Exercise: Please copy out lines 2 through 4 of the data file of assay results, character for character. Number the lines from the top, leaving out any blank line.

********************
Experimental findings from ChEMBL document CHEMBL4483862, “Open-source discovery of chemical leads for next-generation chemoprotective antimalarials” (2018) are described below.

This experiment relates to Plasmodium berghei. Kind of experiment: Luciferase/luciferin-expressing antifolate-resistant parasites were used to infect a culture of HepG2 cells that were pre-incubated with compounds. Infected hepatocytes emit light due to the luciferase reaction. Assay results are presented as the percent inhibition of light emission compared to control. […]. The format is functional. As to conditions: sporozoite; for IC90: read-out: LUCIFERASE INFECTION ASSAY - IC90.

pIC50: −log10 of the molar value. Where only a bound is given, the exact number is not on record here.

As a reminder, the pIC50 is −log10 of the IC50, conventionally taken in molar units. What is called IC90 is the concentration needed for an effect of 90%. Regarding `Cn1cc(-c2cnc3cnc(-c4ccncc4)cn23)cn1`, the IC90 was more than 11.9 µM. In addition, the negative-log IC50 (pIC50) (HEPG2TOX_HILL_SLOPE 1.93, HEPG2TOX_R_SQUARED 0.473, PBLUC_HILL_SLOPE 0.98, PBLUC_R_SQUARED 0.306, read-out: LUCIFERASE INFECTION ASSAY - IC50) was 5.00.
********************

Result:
This experiment relates to Plasmodium berghei. Kind of experiment: Luciferase/luciferin-expressing antifolate-resistant parasites were used to infect a culture of HepG2 cells that were pre-incubated with compounds. Infected hepatocytes emit light due to the luciferase reaction. Assay results are presented as the percent inhibition of light emission compared to control. […]. The format is functional. As to conditions: sporozoite; for IC90: read-out: LUCIFERASE INFECTION ASSAY - IC90.

pIC50: −log10 of the molar value. Where only a bound is given, the exact number is not on record here.

As a reminder, the pIC50 is −log10 of the IC50, conventionally taken in molar units. What is called IC90 is the concentration needed for an effect of 90%. Regarding `Cn1cc(-c2cnc3cnc(-c4ccncc4)cn23)cn1`, the IC90 was more than 11.9 µM. In addition, the negative-log IC50 (pIC50) (HEPG2TOX_HILL_SLOPE 1.93, HEPG2TOX_R_SQUARED 0.473, PBLUC_HILL_SLOPE 0.98, PBLUC_R_SQUARED 0.306, read-out: LUCIFERASE INFECTION ASSAY - IC50) was 5.00.